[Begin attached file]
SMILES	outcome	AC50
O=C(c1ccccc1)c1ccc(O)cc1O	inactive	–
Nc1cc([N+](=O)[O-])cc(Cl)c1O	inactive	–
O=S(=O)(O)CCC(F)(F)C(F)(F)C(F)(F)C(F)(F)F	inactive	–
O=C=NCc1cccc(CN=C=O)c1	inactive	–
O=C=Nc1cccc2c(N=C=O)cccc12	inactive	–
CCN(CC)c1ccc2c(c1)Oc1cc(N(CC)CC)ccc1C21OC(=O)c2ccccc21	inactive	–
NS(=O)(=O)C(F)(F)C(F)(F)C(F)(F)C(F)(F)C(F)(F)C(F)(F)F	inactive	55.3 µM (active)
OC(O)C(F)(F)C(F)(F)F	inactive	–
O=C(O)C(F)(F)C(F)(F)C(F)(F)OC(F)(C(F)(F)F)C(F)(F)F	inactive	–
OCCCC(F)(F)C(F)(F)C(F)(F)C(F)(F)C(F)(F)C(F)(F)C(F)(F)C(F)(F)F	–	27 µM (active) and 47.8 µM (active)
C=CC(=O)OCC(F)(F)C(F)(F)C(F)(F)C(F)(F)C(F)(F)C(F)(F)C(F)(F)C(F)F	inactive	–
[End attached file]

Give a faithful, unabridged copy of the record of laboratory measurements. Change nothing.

SMILES	outcome	AC50
O=C(c1ccccc1)c1ccc(O)cc1O	inactive	–
Nc1cc([N+](=O)[O-])cc(Cl)c1O	inactive	–
O=S(=O)(O)CCC(F)(F)C(F)(F)C(F)(F)C(F)(F)F	inactive	–
O=C=NCc1cccc(CN=C=O)c1	inactive	–
O=C=Nc1cccc2c(N=C=O)cccc12	inactive	–
CCN(CC)c1ccc2c(c1)Oc1cc(N(CC)CC)ccc1C21OC(=O)c2ccccc21	inactive	–
NS(=O)(=O)C(F)(F)C(F)(F)C(F)(F)C(F)(F)C(F)(F)C(F)(F)F	inactive	55.3 µM (active)
OC(O)C(F)(F)C(F)(F)F	inactive	–
O=C(O)C(F)(F)C(F)(F)C(F)(F)OC(F)(C(F)(F)F)C(F)(F)F	inactive	–
OCCCC(F)(F)C(F)(F)C(F)(F)C(F)(F)C(F)(F)C(F)(F)C(F)(F)C(F)(F)F	–	27 µM (active) and 47.8 µM (active)
C=CC(=O)OCC(F)(F)C(F)(F)C(F)(F)C(F)(F)C(F)(F)C(F)(F)C(F)(F)C(F)F	inactive	–